Abnormal results on a nuclear stress test are associated with a significantly increased risk of cardiac-related deaths, especially among people with diabetes, according to a multi-center study in Radiology: Cardiothoracic Imaging.

In the largest study of its kind to date, investigators at four centers collected clinical data on stress tests for both diabetic and non-diabetic patients and then followed them to track the occurrence of adverse events like heart attacks. The study group consisted of 7,061 participants, including 1,966 people with diabetes.

The data showed that among diabetic patients an abnormal PET MPI was associated with increased risk of cardiac death in all important clinical subgroups based on age, gender, obesity, or those with prior revascularization procedures like angioplasty. Using the data, the researchers were able to more accurately assess the cardiac risk for a significant proportion of diabetic patients.

“The data from the stress test among diabetic patients actually allowed us to better risk-stratify people in greater than 39% of the cases,” said study lead author Hicham Skali, MD, MSc, from Brigham and Women’s Hospital and Harvard Medical School in Boston. “Patients with diabetes remain at a significantly higher risk of cardiac death compared to patients without diabetes, and the data from a stress test helps us further stratify those at greatest risk.”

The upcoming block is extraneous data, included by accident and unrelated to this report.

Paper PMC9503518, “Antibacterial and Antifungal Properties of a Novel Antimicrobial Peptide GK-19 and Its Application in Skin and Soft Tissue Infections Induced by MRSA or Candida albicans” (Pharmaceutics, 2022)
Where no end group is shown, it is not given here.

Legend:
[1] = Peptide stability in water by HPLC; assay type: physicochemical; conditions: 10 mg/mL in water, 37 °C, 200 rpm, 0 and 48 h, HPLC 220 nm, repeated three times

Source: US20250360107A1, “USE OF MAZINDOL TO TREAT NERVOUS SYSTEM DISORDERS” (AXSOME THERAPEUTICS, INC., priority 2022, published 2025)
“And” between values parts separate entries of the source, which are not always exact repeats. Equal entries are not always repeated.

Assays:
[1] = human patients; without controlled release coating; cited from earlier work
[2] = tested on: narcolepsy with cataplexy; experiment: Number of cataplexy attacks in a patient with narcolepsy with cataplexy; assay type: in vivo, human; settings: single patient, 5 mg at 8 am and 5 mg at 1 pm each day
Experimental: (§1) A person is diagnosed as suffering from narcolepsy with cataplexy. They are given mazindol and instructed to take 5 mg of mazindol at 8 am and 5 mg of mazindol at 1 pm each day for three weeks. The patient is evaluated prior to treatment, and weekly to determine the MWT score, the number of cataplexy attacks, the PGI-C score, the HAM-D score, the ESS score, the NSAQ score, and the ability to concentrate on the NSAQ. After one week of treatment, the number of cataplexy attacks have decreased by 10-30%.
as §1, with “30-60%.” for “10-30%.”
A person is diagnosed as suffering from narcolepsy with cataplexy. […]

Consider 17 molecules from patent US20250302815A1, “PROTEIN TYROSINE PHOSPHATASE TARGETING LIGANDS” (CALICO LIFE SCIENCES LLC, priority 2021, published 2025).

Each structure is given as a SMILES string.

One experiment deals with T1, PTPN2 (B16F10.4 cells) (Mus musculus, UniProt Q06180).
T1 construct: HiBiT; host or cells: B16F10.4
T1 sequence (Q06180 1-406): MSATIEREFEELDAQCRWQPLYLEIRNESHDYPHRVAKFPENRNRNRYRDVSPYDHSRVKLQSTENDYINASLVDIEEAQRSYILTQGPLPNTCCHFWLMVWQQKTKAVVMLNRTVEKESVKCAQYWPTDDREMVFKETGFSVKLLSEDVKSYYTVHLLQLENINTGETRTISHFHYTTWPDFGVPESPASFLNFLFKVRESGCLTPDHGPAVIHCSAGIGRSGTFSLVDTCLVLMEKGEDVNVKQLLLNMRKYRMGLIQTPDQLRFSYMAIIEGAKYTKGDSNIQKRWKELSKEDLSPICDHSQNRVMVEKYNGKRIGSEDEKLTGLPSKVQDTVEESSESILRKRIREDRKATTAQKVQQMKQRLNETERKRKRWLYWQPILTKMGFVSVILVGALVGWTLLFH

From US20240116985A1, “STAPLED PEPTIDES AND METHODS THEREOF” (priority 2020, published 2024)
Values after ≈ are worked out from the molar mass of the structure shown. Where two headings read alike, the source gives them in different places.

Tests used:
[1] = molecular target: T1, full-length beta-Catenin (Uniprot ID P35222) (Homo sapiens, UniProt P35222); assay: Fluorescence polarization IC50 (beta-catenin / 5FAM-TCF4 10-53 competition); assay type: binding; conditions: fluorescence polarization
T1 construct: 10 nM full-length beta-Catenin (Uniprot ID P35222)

For Your Information

Access the full Radiology: Cardiothoracic Imaging study and results, “Stress Myocardial Perfusion PET Provides Incremental Risk Prediction in Patients with and Patients without Diabetes.” to Host Breast Cancer Awareness Tweet Chat – the RSNA-ACR patient information website – invites you to join the RadInfo Tweet Chat Oct. 17 at 1 p.m. CT (2 p.m. EST, 11 a.m. PT) with guest radiologist Stamatia Destounis, MD, for a discussion on breast cancer screening and important information for patients. Dr. Destounis is a radiologist at Elizabeth Wende Breast Care and clinical professor of Imaging Sciences, University of Rochester School of Medicine and Dentistry in New York and a member of the RSNA Public Information Committee. Follow the Twitter account at @RadiologyInfo_ and the tweet chat hashtag at #RadInfoChat.

Tweet Chat

October Public Information Outreach Activities Focus on Breast Cancer Awareness

In recognition of National Breast Cancer Awareness Month in October, RSNA is distributing public service announcements (PSAs) to inform patients about the risk factors, available screening methods and treatment options for the disease.

Media Coverage of RSNA

In June, 776 RSNA-related news stories were tracked in the media. These stories had nearly 529 million audience impressions.

Coverage included U.S. News & World Report, WBBM-AM (Chicago), HealthDay, WebMD,, The Arizona Republic, Houston Chronicle, San Francisco Chronicle, Radiology Business Journal, Pittsburgh Post-Gazette, Health Imaging News and

New On

Visit, the public information website produced by RSNA and ACR, to read new patient information on Parathyroid Disease and Parathyroid 4DCT.